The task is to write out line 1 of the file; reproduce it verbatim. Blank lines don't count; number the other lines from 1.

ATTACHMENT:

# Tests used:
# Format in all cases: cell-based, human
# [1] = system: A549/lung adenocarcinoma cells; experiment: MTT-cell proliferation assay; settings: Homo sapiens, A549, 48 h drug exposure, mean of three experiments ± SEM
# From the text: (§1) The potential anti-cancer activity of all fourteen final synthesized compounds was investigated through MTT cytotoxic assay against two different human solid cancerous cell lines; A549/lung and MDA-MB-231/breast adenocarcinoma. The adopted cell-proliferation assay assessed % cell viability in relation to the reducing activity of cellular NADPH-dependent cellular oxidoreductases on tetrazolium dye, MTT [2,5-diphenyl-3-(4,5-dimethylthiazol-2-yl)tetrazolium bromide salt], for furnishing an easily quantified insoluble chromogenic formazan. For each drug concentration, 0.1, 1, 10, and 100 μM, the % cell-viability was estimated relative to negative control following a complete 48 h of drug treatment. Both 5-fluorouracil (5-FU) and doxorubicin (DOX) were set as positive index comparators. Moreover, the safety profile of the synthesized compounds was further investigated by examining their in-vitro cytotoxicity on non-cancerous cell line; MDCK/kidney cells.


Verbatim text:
# Tests used: